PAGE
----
Page last updated at 07:02 GMT, Wednesday, 18 November 2009

Irish translation cost questioned

Eamon O Cuiv
The Irish minister Eamon O Cuiv defended the state's translation policy

An Irish opposition politician has questioned the need for translating official government documents into the Irish language which "no-one" is using.

Michael Ring from Fine Gael said 1.8m euros was spent last year translating English documents into Ireland's first official language.

A government minister defended the cost, and argued that the state was fulfilling constitutional obligations.

But Mr Ring said the state could no longer afford the service.

The Republic of Ireland's economy is in the grip of a deep recession and ahead of a crucial budget, the government has said that 4bn euros in savings must be found.

Lost in translation

The Official Languages Act, which provides a "statutory framework for the delivery of services through the Irish language" was signed into Irish law in 2003.

In the six years since it was introduced, Mr Ring said the state and local authorities had spent 6m euros producing translated documents.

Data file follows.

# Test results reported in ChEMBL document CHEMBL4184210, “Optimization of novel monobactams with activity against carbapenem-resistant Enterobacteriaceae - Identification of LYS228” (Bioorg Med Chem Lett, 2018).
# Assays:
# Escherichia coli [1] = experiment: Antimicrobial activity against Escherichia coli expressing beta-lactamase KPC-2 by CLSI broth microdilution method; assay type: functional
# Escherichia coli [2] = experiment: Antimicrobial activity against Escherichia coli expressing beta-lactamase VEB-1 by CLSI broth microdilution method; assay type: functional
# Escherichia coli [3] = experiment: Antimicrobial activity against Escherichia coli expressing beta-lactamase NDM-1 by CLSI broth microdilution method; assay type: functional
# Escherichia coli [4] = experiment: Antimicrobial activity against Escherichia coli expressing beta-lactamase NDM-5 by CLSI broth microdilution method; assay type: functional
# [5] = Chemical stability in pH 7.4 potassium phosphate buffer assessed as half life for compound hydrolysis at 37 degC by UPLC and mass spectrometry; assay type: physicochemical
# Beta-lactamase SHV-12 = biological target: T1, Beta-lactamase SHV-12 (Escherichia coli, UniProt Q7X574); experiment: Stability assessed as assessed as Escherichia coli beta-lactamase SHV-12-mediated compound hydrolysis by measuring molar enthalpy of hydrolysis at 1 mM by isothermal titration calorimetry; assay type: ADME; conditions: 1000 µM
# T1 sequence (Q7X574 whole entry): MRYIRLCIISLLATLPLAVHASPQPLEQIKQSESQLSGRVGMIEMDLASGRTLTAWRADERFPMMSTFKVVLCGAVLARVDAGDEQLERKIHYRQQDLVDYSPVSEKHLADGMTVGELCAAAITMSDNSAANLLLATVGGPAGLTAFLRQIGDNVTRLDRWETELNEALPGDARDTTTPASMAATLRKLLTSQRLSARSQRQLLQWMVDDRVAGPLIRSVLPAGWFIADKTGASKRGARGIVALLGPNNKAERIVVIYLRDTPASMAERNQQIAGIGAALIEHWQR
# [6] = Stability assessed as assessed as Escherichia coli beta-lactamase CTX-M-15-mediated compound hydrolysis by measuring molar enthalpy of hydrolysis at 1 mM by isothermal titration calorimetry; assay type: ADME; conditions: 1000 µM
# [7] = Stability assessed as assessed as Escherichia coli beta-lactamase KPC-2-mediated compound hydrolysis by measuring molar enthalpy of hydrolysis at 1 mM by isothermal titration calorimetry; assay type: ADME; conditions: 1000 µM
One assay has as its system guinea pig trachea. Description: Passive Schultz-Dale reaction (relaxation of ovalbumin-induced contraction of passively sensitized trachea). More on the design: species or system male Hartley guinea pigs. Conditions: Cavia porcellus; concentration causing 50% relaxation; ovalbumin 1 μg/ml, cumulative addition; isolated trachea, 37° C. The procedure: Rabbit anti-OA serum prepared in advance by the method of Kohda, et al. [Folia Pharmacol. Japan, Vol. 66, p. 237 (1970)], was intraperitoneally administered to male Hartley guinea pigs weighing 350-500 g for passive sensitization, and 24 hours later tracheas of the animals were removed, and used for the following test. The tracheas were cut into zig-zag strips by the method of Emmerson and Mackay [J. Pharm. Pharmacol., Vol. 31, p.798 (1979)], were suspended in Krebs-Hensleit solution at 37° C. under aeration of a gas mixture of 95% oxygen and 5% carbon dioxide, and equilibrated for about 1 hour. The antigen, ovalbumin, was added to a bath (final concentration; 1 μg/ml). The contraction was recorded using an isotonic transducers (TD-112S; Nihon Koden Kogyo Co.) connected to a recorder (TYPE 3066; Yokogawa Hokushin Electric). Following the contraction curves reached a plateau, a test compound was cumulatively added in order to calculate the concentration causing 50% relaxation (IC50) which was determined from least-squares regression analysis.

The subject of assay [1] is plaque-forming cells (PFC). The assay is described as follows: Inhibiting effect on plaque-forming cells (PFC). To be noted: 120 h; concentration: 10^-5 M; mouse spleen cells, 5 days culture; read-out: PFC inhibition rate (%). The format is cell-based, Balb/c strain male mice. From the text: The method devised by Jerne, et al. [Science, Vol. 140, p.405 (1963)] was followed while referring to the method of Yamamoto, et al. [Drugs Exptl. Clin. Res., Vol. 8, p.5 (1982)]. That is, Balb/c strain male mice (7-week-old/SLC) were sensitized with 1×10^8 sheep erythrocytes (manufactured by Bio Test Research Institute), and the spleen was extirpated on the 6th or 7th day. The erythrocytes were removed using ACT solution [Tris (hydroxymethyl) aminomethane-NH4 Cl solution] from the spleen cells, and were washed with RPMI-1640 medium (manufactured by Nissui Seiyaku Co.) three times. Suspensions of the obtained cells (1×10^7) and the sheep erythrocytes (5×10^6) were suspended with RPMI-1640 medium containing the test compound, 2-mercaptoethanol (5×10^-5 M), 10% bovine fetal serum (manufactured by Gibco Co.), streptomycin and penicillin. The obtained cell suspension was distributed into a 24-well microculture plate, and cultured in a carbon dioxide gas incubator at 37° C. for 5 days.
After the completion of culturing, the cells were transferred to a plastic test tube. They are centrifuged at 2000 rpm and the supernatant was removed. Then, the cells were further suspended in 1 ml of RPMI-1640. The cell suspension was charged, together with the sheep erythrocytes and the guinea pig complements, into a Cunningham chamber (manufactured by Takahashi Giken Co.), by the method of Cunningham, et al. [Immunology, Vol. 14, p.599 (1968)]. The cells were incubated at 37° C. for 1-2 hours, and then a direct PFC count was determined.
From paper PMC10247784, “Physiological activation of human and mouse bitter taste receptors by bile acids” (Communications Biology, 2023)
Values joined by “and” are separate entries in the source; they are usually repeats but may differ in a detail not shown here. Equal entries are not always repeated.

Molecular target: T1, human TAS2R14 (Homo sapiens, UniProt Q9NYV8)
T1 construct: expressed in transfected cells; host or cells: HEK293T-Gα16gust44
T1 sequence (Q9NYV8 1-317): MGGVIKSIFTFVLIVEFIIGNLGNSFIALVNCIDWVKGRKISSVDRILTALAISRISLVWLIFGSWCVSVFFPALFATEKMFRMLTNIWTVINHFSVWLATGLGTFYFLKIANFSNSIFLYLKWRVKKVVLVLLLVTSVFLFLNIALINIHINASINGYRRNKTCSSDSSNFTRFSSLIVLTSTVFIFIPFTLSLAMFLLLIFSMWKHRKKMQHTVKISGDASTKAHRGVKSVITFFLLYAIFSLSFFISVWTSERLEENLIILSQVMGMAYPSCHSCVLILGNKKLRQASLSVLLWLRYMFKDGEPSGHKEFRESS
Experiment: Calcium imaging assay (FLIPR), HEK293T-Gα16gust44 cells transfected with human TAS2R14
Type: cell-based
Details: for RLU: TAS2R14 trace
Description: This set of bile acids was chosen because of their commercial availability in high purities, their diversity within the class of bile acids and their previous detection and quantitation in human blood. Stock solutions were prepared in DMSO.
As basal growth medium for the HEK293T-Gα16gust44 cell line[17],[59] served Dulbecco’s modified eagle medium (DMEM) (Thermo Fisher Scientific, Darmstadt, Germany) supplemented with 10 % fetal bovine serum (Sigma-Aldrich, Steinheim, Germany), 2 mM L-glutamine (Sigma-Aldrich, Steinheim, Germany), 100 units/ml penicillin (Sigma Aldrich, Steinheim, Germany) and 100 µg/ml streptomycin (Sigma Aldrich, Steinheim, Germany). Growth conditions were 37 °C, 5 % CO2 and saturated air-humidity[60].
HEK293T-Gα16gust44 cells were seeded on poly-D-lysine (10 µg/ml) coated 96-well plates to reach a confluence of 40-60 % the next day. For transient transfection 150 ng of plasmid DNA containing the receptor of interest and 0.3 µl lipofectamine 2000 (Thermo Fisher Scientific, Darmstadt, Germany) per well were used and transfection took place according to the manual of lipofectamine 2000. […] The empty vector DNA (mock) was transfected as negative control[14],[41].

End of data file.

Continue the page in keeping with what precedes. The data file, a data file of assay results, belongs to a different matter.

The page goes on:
He added that no one was buying or using them and asked if it was time for the act to be reviewed.

Speaking in the Irish parliament, the Minister for Community, Rural & Gaeltacht Affairs, Eamon O Cuiv, stressed that he advocates that such documents be made available on CD or on the internet rather than hard copy.

In response to criticism over low sales of Irish documents, he argued that few people bought government literature printed in either English or Irish where they could be downloaded from the internet instead.

One of the stated "core tasks" of Mr O Cuiv's department is to promote the use of the Irish language throughout the island of Ireland, both north and south.

Campaigners in Northern Ireland have lobbied their politicians to introduce an Irish Language Act north of the border, but have faced opposition from unionists.

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